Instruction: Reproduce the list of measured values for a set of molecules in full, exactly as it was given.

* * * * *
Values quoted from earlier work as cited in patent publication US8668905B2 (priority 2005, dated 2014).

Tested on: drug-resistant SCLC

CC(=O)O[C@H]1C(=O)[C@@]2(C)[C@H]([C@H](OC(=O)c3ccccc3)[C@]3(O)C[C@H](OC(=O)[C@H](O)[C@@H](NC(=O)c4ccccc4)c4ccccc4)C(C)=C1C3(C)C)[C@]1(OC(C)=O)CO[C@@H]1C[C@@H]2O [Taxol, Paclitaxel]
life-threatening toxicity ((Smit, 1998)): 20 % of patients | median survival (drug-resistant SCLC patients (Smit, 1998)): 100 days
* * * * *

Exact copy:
Values quoted from earlier work as cited in patent publication US8668905B2 (priority 2005, dated 2014).

Tested on: drug-resistant SCLC

CC(=O)O[C@H]1C(=O)[C@@]2(C)[C@H]([C@H](OC(=O)c3ccccc3)[C@]3(O)C[C@H](OC(=O)[C@H](O)[C@@H](NC(=O)c4ccccc4)c4ccccc4)C(C)=C1C3(C)C)[C@]1(OC(C)=O)CO[C@@H]1C[C@@H]2O [Taxol, Paclitaxel]
life-threatening toxicity ((Smit, 1998)): 20 % of patients | median survival (drug-resistant SCLC patients (Smit, 1998)): 100 days